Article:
The UK faces a new financial and economic crisis, warns Bank of England
Scottish News: News in Scotland - Thursday
Attempt to stifle debate on Iraq and Trident by ‘no’ to independence parties fails
Labour, Tory and Lib Dem MSPs have attempted to stifle debate on Trident nuclear weapons and the 10th anniversary of the Iraq war in the Scottish parliament. Trident was debated in the last parliament, and Iraq was debated twice ten years ago in the run up to the war. 'No' to independence parties however failed in their attempt to shut down the debate despite acknowledgement from the UK government when the Scotland Act was passed at Westminster in 1998 that the Scottish parliament can debate any matter it chooses.
Scottish independence: Bank of England warns of another UK financial crisis
The Bank of England has warned that the UK now faces another financial and economic crisis. The Bank of England warned today (Thursday) that the next stage of Britain's six-year financial and economic crisis may soon be triggered by the failure of debt-laden companies procured by private equity firms during the boom years before the crash. The Bank's warning will fuel the independence debate in Scotland as Scots face the prospect of further economic and social crisis should they vote 'no' and remain with the Union.
More Scottish news:
- ASK SCOTLAND
- Scottish independence: UK downgrade means promised 'recovery' is like Waiting for Godot
- Scots go hungry to maintain London’s global status
- Scottish government criticised over ‘coherence’ of education reforms
- Scottish independence: economy will be a success after independence, says expert group
Scottish independence: many Scots to face food banks if they vote 'no'
The UK's economic crisis has led to a massive increase in Britain's poor in need of food banks to survive. As campaigners warn that Westminster's austerity programme will worsen the situation, Scotland's 'no' to independence parties face a struggle to explain the benefits of remaining inside the Union. "We are giving away over half a tonne of food every week at the moment, just here in Norwood. Over Christmas we gave away three tonnes in three days," said Elizabeth Maytom, who runs the Norwood and Brixton food bank at St. Luke's reports AFP. Anti-independence parties have advanced their case based on the economic case for Union but with austerity and food banks now ravaging a steeply declining British economy and with the UK having lost its AAA status, the 'yes' camp is now thought to be developing a strategy of warning Scots of the dangers to jobs and family wellbeing if they vote 'no'.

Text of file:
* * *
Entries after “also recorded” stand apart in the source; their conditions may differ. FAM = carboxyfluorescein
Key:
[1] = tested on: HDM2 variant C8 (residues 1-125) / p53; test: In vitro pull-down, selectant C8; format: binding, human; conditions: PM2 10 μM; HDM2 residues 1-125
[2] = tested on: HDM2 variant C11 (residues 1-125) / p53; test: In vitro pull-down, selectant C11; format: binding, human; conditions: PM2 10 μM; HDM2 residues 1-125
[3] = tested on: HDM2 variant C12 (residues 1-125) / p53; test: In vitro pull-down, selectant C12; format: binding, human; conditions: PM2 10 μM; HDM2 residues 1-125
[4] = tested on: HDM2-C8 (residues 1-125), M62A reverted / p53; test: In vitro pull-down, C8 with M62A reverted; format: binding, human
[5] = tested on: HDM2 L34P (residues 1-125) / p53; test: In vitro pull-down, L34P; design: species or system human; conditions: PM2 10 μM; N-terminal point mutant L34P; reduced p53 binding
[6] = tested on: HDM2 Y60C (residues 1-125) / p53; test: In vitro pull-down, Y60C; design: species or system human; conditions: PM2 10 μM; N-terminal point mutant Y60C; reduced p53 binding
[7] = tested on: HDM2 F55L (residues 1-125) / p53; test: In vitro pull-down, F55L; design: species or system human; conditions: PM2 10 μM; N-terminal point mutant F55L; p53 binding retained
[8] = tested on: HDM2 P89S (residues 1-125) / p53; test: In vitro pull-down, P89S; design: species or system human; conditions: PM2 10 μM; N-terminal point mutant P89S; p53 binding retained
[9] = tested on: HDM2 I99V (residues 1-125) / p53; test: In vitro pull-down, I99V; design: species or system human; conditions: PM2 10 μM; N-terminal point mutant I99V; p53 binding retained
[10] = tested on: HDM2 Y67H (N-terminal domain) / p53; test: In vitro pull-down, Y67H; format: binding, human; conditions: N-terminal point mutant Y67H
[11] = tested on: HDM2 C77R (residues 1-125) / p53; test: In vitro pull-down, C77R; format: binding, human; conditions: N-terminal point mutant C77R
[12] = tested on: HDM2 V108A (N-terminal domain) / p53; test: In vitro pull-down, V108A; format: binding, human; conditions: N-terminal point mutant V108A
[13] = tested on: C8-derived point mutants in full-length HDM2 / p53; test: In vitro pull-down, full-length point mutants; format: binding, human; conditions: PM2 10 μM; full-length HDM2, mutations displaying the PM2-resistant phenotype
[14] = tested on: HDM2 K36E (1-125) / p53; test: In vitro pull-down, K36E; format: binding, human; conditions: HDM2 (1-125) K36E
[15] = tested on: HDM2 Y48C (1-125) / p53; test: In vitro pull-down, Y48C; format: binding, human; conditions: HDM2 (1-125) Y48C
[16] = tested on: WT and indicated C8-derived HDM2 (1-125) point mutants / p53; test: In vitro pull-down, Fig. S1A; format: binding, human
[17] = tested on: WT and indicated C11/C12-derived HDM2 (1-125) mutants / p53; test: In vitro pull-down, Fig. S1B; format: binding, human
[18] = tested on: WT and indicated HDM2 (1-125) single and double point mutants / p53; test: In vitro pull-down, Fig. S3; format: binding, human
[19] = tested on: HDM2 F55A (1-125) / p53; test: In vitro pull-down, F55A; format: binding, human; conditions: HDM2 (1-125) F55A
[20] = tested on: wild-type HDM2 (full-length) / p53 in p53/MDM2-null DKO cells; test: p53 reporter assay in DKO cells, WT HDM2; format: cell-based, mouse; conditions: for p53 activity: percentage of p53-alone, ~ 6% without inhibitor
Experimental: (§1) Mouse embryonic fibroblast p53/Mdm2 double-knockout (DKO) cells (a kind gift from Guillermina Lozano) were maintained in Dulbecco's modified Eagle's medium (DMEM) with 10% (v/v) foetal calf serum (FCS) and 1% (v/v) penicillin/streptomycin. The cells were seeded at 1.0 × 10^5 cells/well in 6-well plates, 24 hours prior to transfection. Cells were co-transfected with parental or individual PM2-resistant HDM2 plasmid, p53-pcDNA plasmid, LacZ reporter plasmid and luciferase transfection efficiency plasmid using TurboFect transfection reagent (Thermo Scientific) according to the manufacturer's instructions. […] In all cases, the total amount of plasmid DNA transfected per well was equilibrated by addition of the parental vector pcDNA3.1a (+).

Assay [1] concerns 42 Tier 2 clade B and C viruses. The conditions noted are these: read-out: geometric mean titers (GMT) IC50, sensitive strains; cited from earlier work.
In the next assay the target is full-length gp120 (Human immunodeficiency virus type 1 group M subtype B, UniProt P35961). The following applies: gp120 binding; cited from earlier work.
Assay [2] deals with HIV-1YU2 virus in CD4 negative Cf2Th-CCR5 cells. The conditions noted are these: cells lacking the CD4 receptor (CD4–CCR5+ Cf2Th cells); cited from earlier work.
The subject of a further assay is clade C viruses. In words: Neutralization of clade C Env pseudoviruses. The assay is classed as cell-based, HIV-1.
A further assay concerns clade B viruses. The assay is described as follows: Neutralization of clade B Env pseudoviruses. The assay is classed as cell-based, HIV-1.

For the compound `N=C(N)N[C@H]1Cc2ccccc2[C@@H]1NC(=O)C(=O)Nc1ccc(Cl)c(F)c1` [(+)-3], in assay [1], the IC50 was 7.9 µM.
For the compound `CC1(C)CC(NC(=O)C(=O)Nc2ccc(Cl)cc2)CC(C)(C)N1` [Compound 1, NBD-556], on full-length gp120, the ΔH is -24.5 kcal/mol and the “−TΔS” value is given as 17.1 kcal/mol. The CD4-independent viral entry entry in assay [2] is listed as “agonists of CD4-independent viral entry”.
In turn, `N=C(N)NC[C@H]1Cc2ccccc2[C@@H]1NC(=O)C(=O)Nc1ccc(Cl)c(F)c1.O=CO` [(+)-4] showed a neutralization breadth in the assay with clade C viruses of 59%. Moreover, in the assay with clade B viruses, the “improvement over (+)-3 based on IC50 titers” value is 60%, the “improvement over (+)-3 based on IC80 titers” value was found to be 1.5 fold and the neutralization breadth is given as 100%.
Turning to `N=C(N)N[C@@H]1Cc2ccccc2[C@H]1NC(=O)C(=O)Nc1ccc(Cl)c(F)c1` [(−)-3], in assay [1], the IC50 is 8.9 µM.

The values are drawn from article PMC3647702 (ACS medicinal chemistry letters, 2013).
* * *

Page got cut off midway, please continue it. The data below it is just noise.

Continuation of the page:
Hammond to taunt SNP with "Join the Navy and see the Clyde" jibe
Defence Secretary Philip Hammond is expected to outline why he believes independence will reduce job opportunities for Scots in the military in a speech in Edinburgh today. In a sarcastic jibe at the 'yes' parties Mr Hammond suggested the SNP's promise of maintaining 15,000 service personnel in Scotland was like saying: "Join the Navy and see the Clyde". The development comes after it emerged that the UK government reneged on a promise to relocate thousands of military personnel to Scotland. SNP defence spokesman, Angus Robertson MP commented: “It was too much to hope that on one of his very rare visits to Scotland Philip Hammond might want to explain why the coalition reneged on all its commitments in the basing review last week . He should have seen it as an opportunity to apologise for the broken promises and u-turns made over the deployment of up to 7,000 troops which turned into just 600."
Labour peer, Lord Ahmed, suspended after blaming jail sentence on 'Jewish conspiracy'
A UK Labour peer was suspended by his party today after he blamed a jail sentence he received - after being found guilty of dangerous driving - on a Jewish 'plot'. He said pressure was applied on the courts by Jews "who own newspapers and TV channels" to deliver a more severe sentence than was warranted by the offence. Lord Ahmed claims that his "Jewish friends" were unhappy about his visit to Gaza and his support for Palestinians.
Pope Francis emerges to lead the world's Roman Catholics
Cardinal Jorge Mario Bergoglio of Argentina has been elected as the new leader of the Catholic Church making him the first non-European pope in 1292 years. Pope Francis, 76, is also the first Latin American pontiff. While the Catholic Church remains wealthy the majority of the world's Catholics, many in South America, remain in poverty. How Pope Francis deals with this issue will mark his papacy.
Iran increases military support to Syria, claim Western diplomats
Military sanctions imposed by the UN on Syria are being increasingly violated by Iran, Western diplomats have anonymously told Reuters. Iran, a key ally of President Assad, has been increasing its military support in the government's struggle with Western-backed insurgents which fight alongside Al-Qaeda forces. Meanwhile Russia has warned the UK not to arm rebels as reports suggest both the UK and France may be set to interfere militarily in the conflict. Western sponsors of the insurgents have claimed that Russia is giving military support to Assad and using this pretext as a justification for intervention. Since the Western-backed insurgents sparked the conflict hundreds of thousands of refugees have been displaced.
North Korea's Kim Jong-un oversees military drill near disputed islands
North Korean leader Kim Jong-un has supervised an artillery drill near a disputed sea border with South Korea according to state news agency KCNA. The border is viewed as a likely flashpoint between the North and South should conflict arise. North Korea has threatened a nuclear attack against the United States in reaction to UN sanctions and to retaliate after South Korea and the United States held military drills which the North views as provocative.
Support Our INDEPENDENCE REFERENDUM APPEAL